From Nationwide to McDonald's, more and more advertisements are relying on the power of verse to shift their products. But while it's easy to be cynical, advertising's love affair with poetry tells us something important, tooby Will Harris / June 5, 2019 / Leave a comment
Though poetry famously doesn’t sell (or doesn’t sell much) it has long been used to sell other things. In 2009, to take a random example, Wieden + Kennedy made a television advert for Levi’s, featuring Walt Whitman’s 1865 poem ‘Pioneers! O Pioneers!’ being recited with crusty portentousness alongside footage of beautiful, denim-clad young people running through fields pioneeringly and making out pioneeringly.
Which reminds me of the Apple advert from 2014 showing iPad users in surprising locations around the world—from a military parade to a waterfall to a one-man kabuki show, as the voice of Robin Williams’s Dead Poets Society character John Keating rings out, talking about poetry and passion. “We don’t read and write poetry because it’s cute,” he says, before—as in the Levi’s ad—quoting Whitman: “‘the powerful play goes on, and you may contribute a verse’ … What will your verse be?”
In these adverts, cute is precisely what poetry is. Its verbal euphony and rhetorical conviction have been put in service of making a product seem more attractive, more necessary. The poetry is there to drown out what Allen Ginsberg called in Howl “the nitroglycerine shrieks of the fairies of advertising.” Poetry is the Auto-Tune which turns the shrieks into song.
Whitman is a writer whose name, if not his work, will be familiar to people. It carries a residual cultural authority, and was no doubt chosen for the same reason that Ford chose Dylan Thomas’s ‘Do Not Go Gentle Into That Good Night’ to advertise their new Mustang last year, or the reason countless companies have riffed on Rudyard Kipling’s ‘If’ (see Irn-Bru’s Scottish twist in 2008: “If you can bounce on six-inch heels all night/ And still walk home on our bare feet”). Popular poems and poets exist in a shared cultural space. Companies who use this work are implicitly trying to force themselves into that space too.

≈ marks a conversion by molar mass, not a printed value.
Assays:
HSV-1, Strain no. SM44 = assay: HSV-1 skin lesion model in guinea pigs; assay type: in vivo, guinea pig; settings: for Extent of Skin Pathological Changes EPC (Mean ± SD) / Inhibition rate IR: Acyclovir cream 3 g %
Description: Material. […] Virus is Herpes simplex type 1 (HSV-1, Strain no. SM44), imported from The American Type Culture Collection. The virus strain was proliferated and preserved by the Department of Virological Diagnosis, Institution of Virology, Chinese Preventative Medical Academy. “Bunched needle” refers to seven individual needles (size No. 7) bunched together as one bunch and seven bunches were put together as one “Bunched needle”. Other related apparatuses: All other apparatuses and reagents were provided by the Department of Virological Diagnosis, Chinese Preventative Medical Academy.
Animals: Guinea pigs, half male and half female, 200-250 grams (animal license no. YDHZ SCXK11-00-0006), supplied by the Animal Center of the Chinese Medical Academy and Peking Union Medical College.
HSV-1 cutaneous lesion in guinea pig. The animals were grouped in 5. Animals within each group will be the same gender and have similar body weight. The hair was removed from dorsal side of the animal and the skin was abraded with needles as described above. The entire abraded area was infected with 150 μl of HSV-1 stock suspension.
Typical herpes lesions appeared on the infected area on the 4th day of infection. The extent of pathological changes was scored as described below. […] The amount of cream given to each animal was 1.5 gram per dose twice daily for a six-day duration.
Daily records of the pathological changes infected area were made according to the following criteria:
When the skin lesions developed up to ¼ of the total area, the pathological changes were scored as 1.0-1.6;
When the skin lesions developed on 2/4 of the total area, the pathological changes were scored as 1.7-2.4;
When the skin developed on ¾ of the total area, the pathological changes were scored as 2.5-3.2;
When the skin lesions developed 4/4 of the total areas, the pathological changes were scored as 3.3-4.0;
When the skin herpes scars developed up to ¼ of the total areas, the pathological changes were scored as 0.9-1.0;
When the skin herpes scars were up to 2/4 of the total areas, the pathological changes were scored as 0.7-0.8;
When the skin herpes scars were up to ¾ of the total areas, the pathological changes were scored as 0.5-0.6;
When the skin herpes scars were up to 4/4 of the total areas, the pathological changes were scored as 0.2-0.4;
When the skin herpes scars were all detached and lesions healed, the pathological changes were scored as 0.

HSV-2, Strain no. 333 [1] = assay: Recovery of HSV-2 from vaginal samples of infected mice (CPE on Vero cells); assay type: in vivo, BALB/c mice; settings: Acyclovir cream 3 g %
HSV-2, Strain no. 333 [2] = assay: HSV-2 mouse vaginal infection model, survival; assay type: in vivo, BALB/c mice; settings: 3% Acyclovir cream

But there’s also a welter of trashier, made-for-purpose commercial poetry. This genre goes back at least as far as the initial heyday of advertising in the early-19th century, when rhyming stanzas advertised anything from shoe polish to haircuts. Warren’s Blacking, for instance, ran a comic poem about a cat confusing a well-polished boot for a mirror, “its surface fair,/ In lustre nothing lacking.”
Those adverts are the wholesome ancestors of more recent campaigns like McDonald’s much-mocked ‘Just Passing By’ from 2009: “And the IT bods/ with taps and prods/ eating a Big Mac/ while writing their blogs/ were just passing by.” Here, the rhymes are insistent, neurotic, but that isn’t always a feature of bad poetry; they’re not unlike the rhyming couplets of Auden’s ‘Night Mail’ which was used in a TV advert for British Rail in 1988 accompanied by the juddering synths of Vangelis. The aim of rhyme, as the academic and poet Susan Stewart has put it, is “to stamp its impression on the wax of our disbelief.” Before you can call bullshit, they’ve melted and stamped themselves on the wax of your innocent unconscious.
This is all context for a recent trend in poetry advertising in which the poets themselves now appear, rather than hiding behind focus-grouped rhymes. The work they read, however, has nevertheless clearly been commissioned and carefully pruned for the occasion, riffing on the (supposed) ethos of the advertised company.